Leading voices are clear, but they are joined, rather than merely supported by the other instruments; and though not all can be prominent at once, nor in the same manner, the presented dynamic answers to the needs for an organic whole that may coalesce into an elemental force of its own, as true musick must of necessity become when properly performed.

C.R.U.E.L. Cantus

C.R.U.E.L. nos muestra una percepción de la realidad más demente que cósmica, abrazando fuerzas del subconsciente en lo que parece una acción de suscitar y evocar fuerzas subconscientes —esa parte de nosotros sujeta a demonios a los cuales el humano común sirve de inconsciente esclavo y perpetuo alimento. En Cantus especialmente, y mas aún que en las obras anteriores, se sienten enfocar los instrumentos a el mantenimiento de una tensión particular, con cadencias enfáticas de fuerte inclinación percusiva, dándole así un tono más fácilmente asimilable desde Abajo. Lo que vemos como el cuerpo principal de la presente obra es, tal vez, menos de dos tercios del total, y el resto consiste en sutiles sonidos, susurros y breves teclados espasmódicos de los cuales surge el metal como forma concreta.

La búsqueda y descubrimiento de este proyecto todavía se estaba concretando para cuando se dejo venir el presente demo, el cual muestra un C.R.U.E.L. de una voz  propia más clara que antes, si bien no del todo destacada todavía; para ver a un C.R.U.E.L. del todo desarrollado tendremos que esperar posiblemente para el siguiente álbum entero, el cual seguramente reunirá las lecciones aprendidas durante la última década y finalmente refinadas hasta el preludio suave y restringido que es Cantus.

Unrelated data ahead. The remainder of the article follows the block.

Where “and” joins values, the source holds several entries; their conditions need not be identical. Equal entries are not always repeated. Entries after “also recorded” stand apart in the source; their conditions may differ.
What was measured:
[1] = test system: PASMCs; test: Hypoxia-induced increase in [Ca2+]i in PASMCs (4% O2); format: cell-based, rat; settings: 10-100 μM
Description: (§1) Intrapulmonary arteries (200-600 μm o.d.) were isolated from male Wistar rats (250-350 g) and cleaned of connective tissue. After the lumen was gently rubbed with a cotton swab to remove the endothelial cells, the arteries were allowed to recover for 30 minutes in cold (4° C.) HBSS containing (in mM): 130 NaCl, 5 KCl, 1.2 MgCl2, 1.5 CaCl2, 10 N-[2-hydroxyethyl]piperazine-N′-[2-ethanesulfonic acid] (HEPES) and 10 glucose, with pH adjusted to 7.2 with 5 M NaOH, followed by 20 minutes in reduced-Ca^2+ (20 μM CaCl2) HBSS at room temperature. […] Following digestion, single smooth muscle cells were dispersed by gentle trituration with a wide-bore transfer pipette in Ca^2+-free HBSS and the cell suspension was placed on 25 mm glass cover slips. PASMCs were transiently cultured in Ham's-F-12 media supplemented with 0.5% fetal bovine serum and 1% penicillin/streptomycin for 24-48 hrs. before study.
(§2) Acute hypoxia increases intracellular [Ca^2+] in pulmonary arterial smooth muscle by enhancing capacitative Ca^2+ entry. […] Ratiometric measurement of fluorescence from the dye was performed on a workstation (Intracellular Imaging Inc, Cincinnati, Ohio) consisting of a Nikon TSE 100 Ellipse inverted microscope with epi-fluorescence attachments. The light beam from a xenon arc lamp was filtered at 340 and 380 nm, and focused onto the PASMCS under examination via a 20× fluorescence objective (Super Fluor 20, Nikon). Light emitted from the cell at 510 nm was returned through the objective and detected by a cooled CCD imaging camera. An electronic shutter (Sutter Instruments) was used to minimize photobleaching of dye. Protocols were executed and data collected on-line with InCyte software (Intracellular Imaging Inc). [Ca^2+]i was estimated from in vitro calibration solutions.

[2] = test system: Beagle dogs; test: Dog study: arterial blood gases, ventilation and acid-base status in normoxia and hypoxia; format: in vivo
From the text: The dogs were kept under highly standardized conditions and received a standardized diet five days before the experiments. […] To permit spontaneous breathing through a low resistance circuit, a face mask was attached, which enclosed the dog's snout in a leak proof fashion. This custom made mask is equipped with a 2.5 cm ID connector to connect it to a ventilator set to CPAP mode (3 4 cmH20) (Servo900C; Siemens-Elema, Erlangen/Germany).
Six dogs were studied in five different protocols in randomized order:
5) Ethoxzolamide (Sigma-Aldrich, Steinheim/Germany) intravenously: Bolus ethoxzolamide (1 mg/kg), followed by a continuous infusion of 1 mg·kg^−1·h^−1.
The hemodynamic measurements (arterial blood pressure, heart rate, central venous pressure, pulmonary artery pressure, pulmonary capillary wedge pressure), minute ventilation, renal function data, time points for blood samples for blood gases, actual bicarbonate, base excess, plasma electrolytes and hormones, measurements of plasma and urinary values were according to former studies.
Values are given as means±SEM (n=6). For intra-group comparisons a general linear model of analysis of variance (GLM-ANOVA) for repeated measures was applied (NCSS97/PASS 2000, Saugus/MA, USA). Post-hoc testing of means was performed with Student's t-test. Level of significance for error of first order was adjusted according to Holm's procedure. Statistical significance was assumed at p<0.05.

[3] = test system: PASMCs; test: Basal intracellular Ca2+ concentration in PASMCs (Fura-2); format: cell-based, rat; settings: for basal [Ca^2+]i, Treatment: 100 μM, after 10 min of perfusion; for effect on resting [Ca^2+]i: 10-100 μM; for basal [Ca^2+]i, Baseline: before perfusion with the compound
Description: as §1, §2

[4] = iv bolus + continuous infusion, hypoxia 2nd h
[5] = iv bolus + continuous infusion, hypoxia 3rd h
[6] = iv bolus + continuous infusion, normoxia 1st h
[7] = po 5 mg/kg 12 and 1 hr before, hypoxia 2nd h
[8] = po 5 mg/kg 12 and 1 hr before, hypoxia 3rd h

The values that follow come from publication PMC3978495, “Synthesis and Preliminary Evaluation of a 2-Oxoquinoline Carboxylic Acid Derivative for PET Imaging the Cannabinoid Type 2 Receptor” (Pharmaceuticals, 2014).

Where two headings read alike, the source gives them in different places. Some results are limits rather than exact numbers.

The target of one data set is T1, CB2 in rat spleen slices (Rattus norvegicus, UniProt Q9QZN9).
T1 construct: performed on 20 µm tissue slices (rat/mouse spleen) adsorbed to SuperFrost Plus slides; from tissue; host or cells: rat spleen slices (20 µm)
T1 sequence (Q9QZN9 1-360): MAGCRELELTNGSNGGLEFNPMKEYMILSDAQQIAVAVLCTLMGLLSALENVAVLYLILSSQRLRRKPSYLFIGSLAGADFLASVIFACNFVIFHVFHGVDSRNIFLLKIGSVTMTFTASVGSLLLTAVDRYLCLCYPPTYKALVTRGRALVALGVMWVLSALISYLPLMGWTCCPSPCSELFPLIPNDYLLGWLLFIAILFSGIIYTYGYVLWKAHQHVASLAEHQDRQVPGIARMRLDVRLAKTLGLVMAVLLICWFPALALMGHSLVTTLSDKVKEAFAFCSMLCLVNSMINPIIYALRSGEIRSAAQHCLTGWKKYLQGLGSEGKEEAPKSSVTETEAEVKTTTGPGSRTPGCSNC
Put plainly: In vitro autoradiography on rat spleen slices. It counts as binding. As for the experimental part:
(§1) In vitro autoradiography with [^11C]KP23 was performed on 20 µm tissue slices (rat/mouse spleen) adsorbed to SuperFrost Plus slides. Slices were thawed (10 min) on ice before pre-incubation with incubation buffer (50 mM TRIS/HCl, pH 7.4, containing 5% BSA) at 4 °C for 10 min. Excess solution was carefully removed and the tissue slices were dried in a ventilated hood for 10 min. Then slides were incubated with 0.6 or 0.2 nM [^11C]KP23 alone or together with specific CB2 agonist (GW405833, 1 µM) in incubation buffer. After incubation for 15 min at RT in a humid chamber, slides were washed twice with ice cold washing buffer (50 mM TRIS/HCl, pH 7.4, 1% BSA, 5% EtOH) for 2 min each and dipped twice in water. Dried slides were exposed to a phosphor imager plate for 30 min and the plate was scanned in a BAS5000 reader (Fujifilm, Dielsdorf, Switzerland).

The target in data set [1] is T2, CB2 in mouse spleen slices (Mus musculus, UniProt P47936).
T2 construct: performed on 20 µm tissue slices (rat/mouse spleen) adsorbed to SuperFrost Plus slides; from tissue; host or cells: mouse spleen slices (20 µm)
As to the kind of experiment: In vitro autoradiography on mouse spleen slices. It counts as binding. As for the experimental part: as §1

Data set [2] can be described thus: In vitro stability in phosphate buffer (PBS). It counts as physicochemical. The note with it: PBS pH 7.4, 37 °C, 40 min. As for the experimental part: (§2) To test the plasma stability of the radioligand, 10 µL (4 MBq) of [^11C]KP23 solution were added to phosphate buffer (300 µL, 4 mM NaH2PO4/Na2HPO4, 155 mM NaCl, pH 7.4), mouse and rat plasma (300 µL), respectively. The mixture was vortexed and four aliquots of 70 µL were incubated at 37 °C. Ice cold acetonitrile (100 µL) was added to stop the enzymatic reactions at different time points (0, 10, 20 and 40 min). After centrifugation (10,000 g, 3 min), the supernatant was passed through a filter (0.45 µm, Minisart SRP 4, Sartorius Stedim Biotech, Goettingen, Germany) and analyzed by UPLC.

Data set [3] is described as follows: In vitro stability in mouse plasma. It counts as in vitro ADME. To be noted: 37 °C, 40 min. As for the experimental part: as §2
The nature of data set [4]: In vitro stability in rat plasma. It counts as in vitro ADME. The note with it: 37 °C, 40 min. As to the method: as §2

Como mucha de la música por individuos de esta talla, el oyente ha de aproximarse a la recepción del arte con detenimiento y respeto, por directo y sencillo que parezca de primera mano el material; en el caso de la presente obra, ese lugar es uno que sea adecuado para rituales herméticos y obscuros, lugares que faciliten la introspección, y que permita por medio de un enfrentamiento y encarnación de pasiones suprimidas una unión en máxima expresión con ellas. Para esto podría ser utilizada esta música, para quien tenga la valentía de mirar directamente y hacia adentro como corresponde; cada quien lo hace a su propio riesgo, y el humano corriente, por supersticioso o con ínfulas de superioridad moderna, puede ser excusado, y reírse y pasar de largo le sienta mejor.